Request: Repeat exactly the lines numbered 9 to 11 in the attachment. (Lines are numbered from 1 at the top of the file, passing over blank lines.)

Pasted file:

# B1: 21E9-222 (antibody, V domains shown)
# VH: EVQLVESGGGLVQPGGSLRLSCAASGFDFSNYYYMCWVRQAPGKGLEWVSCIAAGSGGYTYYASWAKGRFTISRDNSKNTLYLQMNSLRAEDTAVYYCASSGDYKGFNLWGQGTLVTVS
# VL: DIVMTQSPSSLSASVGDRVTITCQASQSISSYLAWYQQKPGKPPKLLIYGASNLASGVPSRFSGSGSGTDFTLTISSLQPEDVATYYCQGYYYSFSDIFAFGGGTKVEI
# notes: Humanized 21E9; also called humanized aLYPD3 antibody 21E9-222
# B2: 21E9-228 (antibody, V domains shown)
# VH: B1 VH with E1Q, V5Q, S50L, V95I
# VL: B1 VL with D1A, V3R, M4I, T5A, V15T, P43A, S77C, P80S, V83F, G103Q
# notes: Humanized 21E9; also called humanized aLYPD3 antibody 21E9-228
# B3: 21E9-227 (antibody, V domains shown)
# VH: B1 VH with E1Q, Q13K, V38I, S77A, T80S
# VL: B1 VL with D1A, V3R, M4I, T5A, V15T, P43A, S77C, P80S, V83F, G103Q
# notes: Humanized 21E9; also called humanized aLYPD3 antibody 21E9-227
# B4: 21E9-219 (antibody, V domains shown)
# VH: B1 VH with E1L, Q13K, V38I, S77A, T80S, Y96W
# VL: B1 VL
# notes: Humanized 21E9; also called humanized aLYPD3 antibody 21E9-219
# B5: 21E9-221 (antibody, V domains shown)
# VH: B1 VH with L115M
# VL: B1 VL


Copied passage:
# B3: 21E9-227 (antibody, V domains shown)
# VH: B1 VH with E1Q, Q13K, V38I, S77A, T80S
# VL: B1 VL with D1A, V3R, M4I, T5A, V15T, P43A, S77C, P80S, V83F, G103Q